Thursday, April 30, 2009

Two Dollars An Hour

Two Dollars An Hour 24x30 Oil on masonite.

5/1/2009 - - Photo of the painting was updated I can't seem to get the painting in focus!!!!
5/3/2009 - - Photo of the painting was updated
5/8/2009 - - corrected the title 2 dollars an HOUR, not 2 dollars a day.

I'm done with this - just a few thing that I needed to "fix" e.g. their feet/shoes for one thing. See the April 20 post to see two preliminary sketches.

All in all I'm satisfied with this piece. The idea came from a photo in the National Archives. The folks in the photo hoed sugar beets in fields sunup to sundown for two dollars an hour.

Now I'm in one of those "be careful what you wish for" situations - sort of similar to a dog chasing a car. Now that you have it, what are you going to do with it? :-)

5/1/2009 - As two of my friends pointed out, the feet of the person to the viewers left needed "fixing" so I tried to get that done. I'm going to stare at the painting for a while making a list of things that I think need tweaking. Then I'll study that list and decide which "fixes", if any, will be done.

5/3/2009 - I fiddled with a couple of things. The "major" change was adding color to the shirt of the third guy from the right. I'm pondering (big word) whether or not to suggest trees and/or buildings in the far background.

5/8/2009 - Original photo by Bill Gilette, near Fort Collins, Colorado, June 1972. National Archives, Records of the Environmental Protection Agency.


  1. I really like the changes you made from the initial sketches. Really enhanced the composition. The colors of the clothing and shadows are beautiful. Good atmosphere here. I don't mind not seeing much of the feet in the workers on the right. The forward man on the left--I liked his feet in your second study--his left foot (on our right) was pointing slightly more toward the hoe, and that seemed to balance him a little more. (but what do I know--i didn't even include feet in my last post! ). This is great work!

  2. Heyyyyyy Liz!!! Thank you for your critique - I REALLY do appreciate your thoughts. Yeah, those @#$% feet! I considered covering them up with the crop (whatever it is) but you're right, his left foot needs to be more turned out. Check back tomorrow or the day after. I'll go find my special shoe brush do some cobbling. :-)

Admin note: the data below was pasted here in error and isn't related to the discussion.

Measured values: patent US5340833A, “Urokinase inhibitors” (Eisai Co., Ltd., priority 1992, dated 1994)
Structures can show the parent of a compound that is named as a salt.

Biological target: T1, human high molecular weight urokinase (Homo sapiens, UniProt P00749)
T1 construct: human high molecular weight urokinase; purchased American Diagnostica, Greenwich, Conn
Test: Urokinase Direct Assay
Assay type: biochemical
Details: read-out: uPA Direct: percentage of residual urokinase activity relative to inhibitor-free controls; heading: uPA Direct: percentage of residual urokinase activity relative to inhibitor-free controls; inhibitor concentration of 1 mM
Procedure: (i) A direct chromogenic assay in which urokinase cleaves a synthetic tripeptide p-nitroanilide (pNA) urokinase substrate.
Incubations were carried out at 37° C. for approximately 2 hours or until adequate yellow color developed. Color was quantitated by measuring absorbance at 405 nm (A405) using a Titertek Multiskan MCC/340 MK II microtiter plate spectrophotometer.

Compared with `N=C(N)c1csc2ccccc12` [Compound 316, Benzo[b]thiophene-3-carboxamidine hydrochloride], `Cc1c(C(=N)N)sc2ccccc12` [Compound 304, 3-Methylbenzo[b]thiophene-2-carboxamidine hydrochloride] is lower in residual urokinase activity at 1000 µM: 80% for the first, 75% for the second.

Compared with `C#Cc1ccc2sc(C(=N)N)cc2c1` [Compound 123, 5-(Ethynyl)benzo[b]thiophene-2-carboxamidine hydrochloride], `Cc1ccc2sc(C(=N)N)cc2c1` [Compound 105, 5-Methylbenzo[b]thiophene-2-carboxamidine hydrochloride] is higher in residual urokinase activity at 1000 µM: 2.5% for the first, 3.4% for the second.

Ken B.

  3. When I get to do a piece that I really like, it becomes one of my 'children', and then I keep it forever. Not sure if that's what you were wondering about... <:)

  4. Oh, I forgot to say that I like this painting a lot, colorful (as you usually do), and full of interesting details (clothes, plants, shadows). Following Liz's suggestions (great artist she is), you're there!

  5. Hi Ken B and thanks for visiting my blog! Love this kind of painting but can only admire it in others! So rich and colourful, never mind about the feet!

  6. Liz - NOW YOU TELL ME! :-) It's done and put aside so that I can work on other things. Having a large painting is difficult - I can't just put it on a shelf as I do the smaller paintings.

    Have a goooood week!
    Keb B.

  7. Hi, Ken - I think the changes you made really enhanced the painting. (I won't mention feet, but they look great! oops..i said feet). lol. Extra color in the background shirt is great. Nice painting!
    one of the two Lizs... :-)

  8. Hi Liz. Thanks for your comment. I don't want to hear any more ruckus about any @#$% feet! :-) Me and feet is almost as bad as me and trees. You will notice that I cut the lady off at the knees in the "Farm Woman" / "Staying In Touch" painting.

    The shirt was going to be a plaid but turned out to be a psychedelic looking thing - a hold over from the 60's I guess.

    Thanks again.
    Ken B.


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